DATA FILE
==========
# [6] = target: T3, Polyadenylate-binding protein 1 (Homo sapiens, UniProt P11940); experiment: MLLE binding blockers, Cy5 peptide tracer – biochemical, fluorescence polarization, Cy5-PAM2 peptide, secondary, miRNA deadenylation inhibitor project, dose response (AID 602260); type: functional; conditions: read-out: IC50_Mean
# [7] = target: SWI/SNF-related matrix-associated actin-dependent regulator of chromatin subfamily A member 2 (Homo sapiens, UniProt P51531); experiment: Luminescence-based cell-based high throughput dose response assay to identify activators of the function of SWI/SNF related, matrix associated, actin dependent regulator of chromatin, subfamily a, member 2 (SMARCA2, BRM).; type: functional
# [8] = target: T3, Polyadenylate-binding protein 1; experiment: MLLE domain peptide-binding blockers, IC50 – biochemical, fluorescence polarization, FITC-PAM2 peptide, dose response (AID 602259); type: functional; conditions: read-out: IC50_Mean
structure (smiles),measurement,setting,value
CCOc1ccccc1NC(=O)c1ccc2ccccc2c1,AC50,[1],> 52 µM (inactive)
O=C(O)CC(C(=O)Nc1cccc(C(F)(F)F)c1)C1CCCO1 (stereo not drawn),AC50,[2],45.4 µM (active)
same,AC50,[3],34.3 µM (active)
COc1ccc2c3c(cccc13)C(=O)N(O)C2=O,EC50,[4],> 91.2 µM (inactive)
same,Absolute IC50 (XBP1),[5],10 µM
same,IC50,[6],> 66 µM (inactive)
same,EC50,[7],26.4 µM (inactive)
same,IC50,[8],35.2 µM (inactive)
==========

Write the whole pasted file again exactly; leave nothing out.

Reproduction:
# [6] = target: T3, Polyadenylate-binding protein 1 (Homo sapiens, UniProt P11940); experiment: MLLE binding blockers, Cy5 peptide tracer – biochemical, fluorescence polarization, Cy5-PAM2 peptide, secondary, miRNA deadenylation inhibitor project, dose response (AID 602260); type: functional; conditions: read-out: IC50_Mean
# [7] = target: SWI/SNF-related matrix-associated actin-dependent regulator of chromatin subfamily A member 2 (Homo sapiens, UniProt P51531); experiment: Luminescence-based cell-based high throughput dose response assay to identify activators of the function of SWI/SNF related, matrix associated, actin dependent regulator of chromatin, subfamily a, member 2 (SMARCA2, BRM).; type: functional
# [8] = target: T3, Polyadenylate-binding protein 1; experiment: MLLE domain peptide-binding blockers, IC50 – biochemical, fluorescence polarization, FITC-PAM2 peptide, dose response (AID 602259); type: functional; conditions: read-out: IC50_Mean
structure (smiles),measurement,setting,value
CCOc1ccccc1NC(=O)c1ccc2ccccc2c1,AC50,[1],> 52 µM (inactive)
O=C(O)CC(C(=O)Nc1cccc(C(F)(F)F)c1)C1CCCO1 (stereo not drawn),AC50,[2],45.4 µM (active)
same,AC50,[3],34.3 µM (active)
COc1ccc2c3c(cccc13)C(=O)N(O)C2=O,EC50,[4],> 91.2 µM (inactive)
same,Absolute IC50 (XBP1),[5],10 µM
same,IC50,[6],> 66 µM (inactive)
same,EC50,[7],26.4 µM (inactive)
same,IC50,[8],35.2 µM (inactive)